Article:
- address child consent to the collection, use or disclosure of their information.
The Ministerial Guidelines are intended to “assist [ISEs] to understand their obligations under … Part 5A and ensure that information is shared in a way that appropriately balances the safety needs of family violence victims with individuals' rights to privacy”.24 When handling confidential information, all ISEs (except for court personnel and bodies) must comply with the issued guidelines.25
The Ministerial Guidelines were first released in December 2017. They were updated in September 2018 and April 2021 as new organisations and individuals were prescribed as ISEs. The current Ministerial Guidelines are 152 pages long and provide extensive information about using the Act in practice. The Ministerial Guidelines include figures, case studies, checklists and sample forms to support understanding of Part 5A. They have chapters that explain the collection, use and disclosure of children’s information and the associated consent provisions.26
In our analysis, we found that the Ministerial Guidelines satisfy the Act’s requirements. They provide all the information necessary for ISEs to understand what they must do to legally participate in the FVISS under Part 5A. The Ministerial Guidelines also address child victim survivor consent to information sharing.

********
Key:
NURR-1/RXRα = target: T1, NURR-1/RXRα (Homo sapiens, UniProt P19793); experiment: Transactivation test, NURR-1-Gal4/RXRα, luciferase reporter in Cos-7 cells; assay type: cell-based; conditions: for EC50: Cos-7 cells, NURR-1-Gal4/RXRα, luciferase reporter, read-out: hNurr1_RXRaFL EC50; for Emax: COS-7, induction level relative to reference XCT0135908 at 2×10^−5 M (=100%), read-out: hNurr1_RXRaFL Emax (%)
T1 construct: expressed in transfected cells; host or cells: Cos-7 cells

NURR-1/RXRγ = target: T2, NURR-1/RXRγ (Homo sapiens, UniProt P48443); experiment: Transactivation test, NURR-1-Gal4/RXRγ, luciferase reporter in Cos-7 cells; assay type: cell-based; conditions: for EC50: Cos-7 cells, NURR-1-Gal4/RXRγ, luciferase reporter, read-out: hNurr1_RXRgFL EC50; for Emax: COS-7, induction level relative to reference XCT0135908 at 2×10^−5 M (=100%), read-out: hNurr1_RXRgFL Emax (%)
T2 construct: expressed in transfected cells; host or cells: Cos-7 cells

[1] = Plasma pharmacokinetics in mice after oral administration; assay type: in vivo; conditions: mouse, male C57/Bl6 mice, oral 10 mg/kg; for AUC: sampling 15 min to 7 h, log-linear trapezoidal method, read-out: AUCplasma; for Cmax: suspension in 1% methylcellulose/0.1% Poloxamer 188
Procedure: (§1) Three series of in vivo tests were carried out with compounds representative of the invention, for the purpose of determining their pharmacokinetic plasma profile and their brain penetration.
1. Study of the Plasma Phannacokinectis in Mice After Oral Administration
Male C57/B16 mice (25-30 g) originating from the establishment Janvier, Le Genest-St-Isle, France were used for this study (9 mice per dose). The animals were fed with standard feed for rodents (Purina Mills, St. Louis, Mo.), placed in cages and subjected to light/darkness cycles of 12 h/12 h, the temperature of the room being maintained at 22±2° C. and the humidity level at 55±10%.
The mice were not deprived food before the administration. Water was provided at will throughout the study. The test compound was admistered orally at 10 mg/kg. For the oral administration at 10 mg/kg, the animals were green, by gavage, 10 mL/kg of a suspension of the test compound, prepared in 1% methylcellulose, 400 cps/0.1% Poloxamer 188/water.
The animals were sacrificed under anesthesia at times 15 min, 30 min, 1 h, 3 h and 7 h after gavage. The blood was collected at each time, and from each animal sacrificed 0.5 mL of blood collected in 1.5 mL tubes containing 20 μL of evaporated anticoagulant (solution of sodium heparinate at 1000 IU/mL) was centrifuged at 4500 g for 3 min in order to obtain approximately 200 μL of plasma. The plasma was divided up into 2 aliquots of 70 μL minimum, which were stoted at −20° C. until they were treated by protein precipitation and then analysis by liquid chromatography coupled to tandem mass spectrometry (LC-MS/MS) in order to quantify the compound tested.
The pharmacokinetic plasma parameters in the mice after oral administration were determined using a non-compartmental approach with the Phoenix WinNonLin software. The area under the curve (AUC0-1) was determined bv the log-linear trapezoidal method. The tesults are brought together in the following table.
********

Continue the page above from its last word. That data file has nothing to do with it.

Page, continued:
We heard mixed views from stakeholders about the extent to which the Ministerial Guidelines support understanding of the Act’s requirements. As shown in Figure 6 above, 82 per cent of submission responses to the Monitor addressing this question indicated that, combined with the Act’s principles, the Ministerial Guidelines support decision making. For example, Safe and Equal reflected that the Ministerial Guidelines provide invaluable support to ISEs and are relied upon at all levels of service delivery.27 Other stakeholders noted that the Ministerial Guidelines were initially challenging to use in practice but that familiarity with them leads to a better understanding of the requirements of Part 5A.